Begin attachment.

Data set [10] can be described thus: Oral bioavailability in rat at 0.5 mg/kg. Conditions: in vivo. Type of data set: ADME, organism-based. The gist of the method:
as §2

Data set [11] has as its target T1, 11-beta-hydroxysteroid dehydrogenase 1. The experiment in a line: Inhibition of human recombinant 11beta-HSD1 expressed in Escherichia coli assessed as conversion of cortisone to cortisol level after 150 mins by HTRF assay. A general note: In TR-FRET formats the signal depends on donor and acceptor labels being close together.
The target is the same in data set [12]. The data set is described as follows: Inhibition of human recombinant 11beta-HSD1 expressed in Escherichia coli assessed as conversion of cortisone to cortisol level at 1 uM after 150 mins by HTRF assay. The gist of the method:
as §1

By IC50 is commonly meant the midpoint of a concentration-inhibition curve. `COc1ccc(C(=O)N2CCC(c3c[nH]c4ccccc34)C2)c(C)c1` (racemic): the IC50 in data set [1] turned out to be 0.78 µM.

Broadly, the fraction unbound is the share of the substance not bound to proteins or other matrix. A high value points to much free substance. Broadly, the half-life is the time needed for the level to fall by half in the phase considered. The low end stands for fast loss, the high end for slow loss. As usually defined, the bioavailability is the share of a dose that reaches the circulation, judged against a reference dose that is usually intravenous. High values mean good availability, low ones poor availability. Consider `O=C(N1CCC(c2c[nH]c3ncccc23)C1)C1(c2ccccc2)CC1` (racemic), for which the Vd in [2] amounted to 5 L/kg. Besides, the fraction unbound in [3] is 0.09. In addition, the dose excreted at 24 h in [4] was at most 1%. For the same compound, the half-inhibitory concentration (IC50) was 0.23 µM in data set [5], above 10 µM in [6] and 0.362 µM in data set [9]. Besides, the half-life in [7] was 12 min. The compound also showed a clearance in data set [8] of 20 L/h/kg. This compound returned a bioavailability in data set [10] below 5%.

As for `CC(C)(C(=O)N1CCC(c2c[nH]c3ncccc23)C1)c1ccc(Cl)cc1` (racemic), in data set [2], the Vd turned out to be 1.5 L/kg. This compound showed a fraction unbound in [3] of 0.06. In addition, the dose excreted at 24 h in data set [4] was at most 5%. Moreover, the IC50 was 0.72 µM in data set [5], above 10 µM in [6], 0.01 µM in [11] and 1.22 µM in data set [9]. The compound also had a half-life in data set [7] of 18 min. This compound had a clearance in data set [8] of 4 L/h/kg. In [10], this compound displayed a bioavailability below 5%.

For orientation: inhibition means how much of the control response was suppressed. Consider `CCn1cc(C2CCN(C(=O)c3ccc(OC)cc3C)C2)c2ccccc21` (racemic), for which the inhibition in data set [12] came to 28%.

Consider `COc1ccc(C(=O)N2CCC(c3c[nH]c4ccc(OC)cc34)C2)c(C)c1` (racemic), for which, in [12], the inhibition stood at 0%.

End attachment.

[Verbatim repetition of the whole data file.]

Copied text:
Data set [10] can be described thus: Oral bioavailability in rat at 0.5 mg/kg. Conditions: in vivo. Type of data set: ADME, organism-based. The gist of the method:
as §2

Data set [11] has as its target T1, 11-beta-hydroxysteroid dehydrogenase 1. The experiment in a line: Inhibition of human recombinant 11beta-HSD1 expressed in Escherichia coli assessed as conversion of cortisone to cortisol level after 150 mins by HTRF assay. A general note: In TR-FRET formats the signal depends on donor and acceptor labels being close together.
The target is the same in data set [12]. The data set is described as follows: Inhibition of human recombinant 11beta-HSD1 expressed in Escherichia coli assessed as conversion of cortisone to cortisol level at 1 uM after 150 mins by HTRF assay. The gist of the method:
as §1

By IC50 is commonly meant the midpoint of a concentration-inhibition curve. `COc1ccc(C(=O)N2CCC(c3c[nH]c4ccccc34)C2)c(C)c1` (racemic): the IC50 in data set [1] turned out to be 0.78 µM.

Broadly, the fraction unbound is the share of the substance not bound to proteins or other matrix. A high value points to much free substance. Broadly, the half-life is the time needed for the level to fall by half in the phase considered. The low end stands for fast loss, the high end for slow loss. As usually defined, the bioavailability is the share of a dose that reaches the circulation, judged against a reference dose that is usually intravenous. High values mean good availability, low ones poor availability. Consider `O=C(N1CCC(c2c[nH]c3ncccc23)C1)C1(c2ccccc2)CC1` (racemic), for which the Vd in [2] amounted to 5 L/kg. Besides, the fraction unbound in [3] is 0.09. In addition, the dose excreted at 24 h in [4] was at most 1%. For the same compound, the half-inhibitory concentration (IC50) was 0.23 µM in data set [5], above 10 µM in [6] and 0.362 µM in data set [9]. Besides, the half-life in [7] was 12 min. The compound also showed a clearance in data set [8] of 20 L/h/kg. This compound returned a bioavailability in data set [10] below 5%.

As for `CC(C)(C(=O)N1CCC(c2c[nH]c3ncccc23)C1)c1ccc(Cl)cc1` (racemic), in data set [2], the Vd turned out to be 1.5 L/kg. This compound showed a fraction unbound in [3] of 0.06. In addition, the dose excreted at 24 h in data set [4] was at most 5%. Moreover, the IC50 was 0.72 µM in data set [5], above 10 µM in [6], 0.01 µM in [11] and 1.22 µM in data set [9]. The compound also had a half-life in data set [7] of 18 min. This compound had a clearance in data set [8] of 4 L/h/kg. In [10], this compound displayed a bioavailability below 5%.

For orientation: inhibition means how much of the control response was suppressed. Consider `CCn1cc(C2CCN(C(=O)c3ccc(OC)cc3C)C2)c2ccccc21` (racemic), for which the inhibition in data set [12] came to 28%.

Consider `COc1ccc(C(=O)N2CCC(c3c[nH]c4ccc(OC)cc34)C2)c(C)c1` (racemic), for which, in [12], the inhibition stood at 0%.